Mills made a team high 72 appearances in 1998, going 3–4 with a 3.74 ERA. Perhaps the most famous moment of Mills' career came on May 19, 1998, when he gave Darryl Strawberry a right cross that bloodied his face in the dugout during a bench clearing brawl with the New York Yankees at Yankee Stadium.[6] Strawberry had just hit Mills' teammate Armando Benítez with a cheap shot during a melee, and Mills promptly defended Benitez by clocking Strawberry point-blank.

The following season, Mills signed as a free agent with the Los Angeles Dodgers. After a season and a half in Los Angeles, he was dealt back to the Orioles for Alberto Reyes. He remained with the Orioles through 2001 before being released. In a 12-season career, Mills posted a 39–32 record with 456 strikeouts and a 4.12 ERA in 474 games.

Mills wore jersey number 75 with the Orioles. Numbers that high are typically only worn by players in spring training (when teams have considerably larger rosters than they do during the regular season). Mills chose to wear it as a motivating factor, to remind himself that his job was not necessarily any more secure than that of someone in spring training should he perform poorly.

Erie SeaWolvesEdit

Mills attempted comebacks with the Montreal Expos in Spring training 2002 and the Tampa Bay Devil Rays in 2004, but was essentially away from the game for five years before signing a minor league deal with the Detroit Tigers in 2007, and spending one season with the Erie SeaWolves. In his first 27 games, he went 23-for-23 in save opportunities, posting a 1.65 ERA and limiting batters to a .154 batting average.[7]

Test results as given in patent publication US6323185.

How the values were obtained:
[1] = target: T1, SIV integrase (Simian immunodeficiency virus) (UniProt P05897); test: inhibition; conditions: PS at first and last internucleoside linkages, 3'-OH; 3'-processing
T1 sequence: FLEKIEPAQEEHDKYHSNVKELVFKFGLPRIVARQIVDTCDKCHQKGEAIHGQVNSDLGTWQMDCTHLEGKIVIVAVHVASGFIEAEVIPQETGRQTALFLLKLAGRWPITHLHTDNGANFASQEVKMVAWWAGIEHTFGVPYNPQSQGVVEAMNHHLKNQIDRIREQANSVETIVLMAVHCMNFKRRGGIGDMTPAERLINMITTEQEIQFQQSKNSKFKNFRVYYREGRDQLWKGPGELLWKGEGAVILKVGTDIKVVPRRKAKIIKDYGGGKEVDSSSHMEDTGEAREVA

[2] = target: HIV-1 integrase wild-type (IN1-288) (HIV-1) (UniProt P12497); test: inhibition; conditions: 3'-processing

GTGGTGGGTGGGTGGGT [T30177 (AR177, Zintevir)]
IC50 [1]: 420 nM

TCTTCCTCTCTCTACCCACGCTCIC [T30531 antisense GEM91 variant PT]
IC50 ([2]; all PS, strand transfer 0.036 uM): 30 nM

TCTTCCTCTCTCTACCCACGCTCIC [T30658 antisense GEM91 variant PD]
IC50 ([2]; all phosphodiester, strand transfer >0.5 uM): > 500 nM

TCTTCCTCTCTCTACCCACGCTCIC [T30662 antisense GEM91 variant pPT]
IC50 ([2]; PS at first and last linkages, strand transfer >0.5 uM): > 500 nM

Mills returned to his alma mater Kathleen High School as a physical education teacher and head coach of its varsity baseball team from 2009 through 2011. It was also during that time that he earned a Bachelor of Arts degree in psychology from Ashford University in 2009. He has also served as a pitching coach in the New York–Penn League, first for the Oneonta Tigers in 2008 and then with the Aberdeen IronBirds beginning in 2012.[1][8] Mills returned to the Orioles organization in 2012 as pitching coach for short-season Single-A Aberdeen.[9] In January, 2014, he became the pitching coach for the Delmarva Shorebirds, the Orioles' Single-A minor league affiliate.[10] He was promoted to pitching coach for the Bowie Baysox in 2015. In November 2016, the Orioles named Mills as their new bullpen coach. His contract was not picked up for the 2019 season.

In February 2019, Mills was named as the Manager for the GCL Orioles.


  1. ^ a b c d Brown, Rick. "Former Baseball Pro Tries to Lift Kathleen High's Game," The Ledger (Lakeland, FL), Monday, December 27, 2010.
  2. ^ Draft Report: 1980s – Major League Baseball.
  3. ^ Alan Mills (statistics & history) –
  4. ^ "Texas Rangers 8, New York Yankees 4". April 14, 1990.
  5. ^ "New York Yankees Numbers Page".
  6. ^ Jeff Merron (2007). "Put up your dukes". ESPN.
  7. ^ Lisa Winston (April 14, 1990). "Perspective: Mills' return went beyond stats".
  8. ^ Dubroff, Rich. "Alan Mills returns to Orioles organization,", Monday, July 9, 2012.[permanent dead link]
  9. ^
  10. ^

External linksEdit